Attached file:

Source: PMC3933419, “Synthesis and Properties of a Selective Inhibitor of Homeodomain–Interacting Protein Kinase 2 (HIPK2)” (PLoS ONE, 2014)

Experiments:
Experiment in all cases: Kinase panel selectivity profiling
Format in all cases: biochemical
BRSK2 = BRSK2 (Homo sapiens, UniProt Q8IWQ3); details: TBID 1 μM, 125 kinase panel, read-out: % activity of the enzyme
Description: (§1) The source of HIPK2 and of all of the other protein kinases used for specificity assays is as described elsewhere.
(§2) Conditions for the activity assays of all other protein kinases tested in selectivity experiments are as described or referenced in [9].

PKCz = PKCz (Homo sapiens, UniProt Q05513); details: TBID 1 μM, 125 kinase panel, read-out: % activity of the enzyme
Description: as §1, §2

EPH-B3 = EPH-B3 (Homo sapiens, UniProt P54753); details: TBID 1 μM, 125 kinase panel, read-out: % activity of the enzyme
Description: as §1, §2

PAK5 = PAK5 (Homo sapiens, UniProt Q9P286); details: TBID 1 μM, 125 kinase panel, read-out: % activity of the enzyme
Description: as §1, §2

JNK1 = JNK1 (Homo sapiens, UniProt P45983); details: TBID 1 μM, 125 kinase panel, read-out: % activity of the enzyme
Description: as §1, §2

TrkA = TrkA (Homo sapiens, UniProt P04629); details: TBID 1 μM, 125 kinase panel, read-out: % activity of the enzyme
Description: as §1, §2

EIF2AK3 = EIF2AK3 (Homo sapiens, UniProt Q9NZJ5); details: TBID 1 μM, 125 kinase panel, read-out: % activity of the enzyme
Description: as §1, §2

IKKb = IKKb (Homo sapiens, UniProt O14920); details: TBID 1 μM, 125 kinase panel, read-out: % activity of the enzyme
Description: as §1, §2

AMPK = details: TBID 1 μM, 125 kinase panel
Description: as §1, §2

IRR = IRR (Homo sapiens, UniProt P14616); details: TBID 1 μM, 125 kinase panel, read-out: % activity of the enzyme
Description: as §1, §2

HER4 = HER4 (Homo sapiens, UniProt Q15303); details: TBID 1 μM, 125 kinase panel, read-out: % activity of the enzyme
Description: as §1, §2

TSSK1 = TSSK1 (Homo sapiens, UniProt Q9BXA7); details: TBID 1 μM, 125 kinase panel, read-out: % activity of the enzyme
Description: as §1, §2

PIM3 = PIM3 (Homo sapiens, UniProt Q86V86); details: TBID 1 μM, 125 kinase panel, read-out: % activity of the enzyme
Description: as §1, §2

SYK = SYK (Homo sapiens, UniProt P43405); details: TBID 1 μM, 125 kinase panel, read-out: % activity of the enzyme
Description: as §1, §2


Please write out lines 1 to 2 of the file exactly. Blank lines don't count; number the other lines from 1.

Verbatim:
Source: PMC3933419, “Synthesis and Properties of a Selective Inhibitor of Homeodomain–Interacting Protein Kinase 2 (HIPK2)” (PLoS ONE, 2014)

Experiments: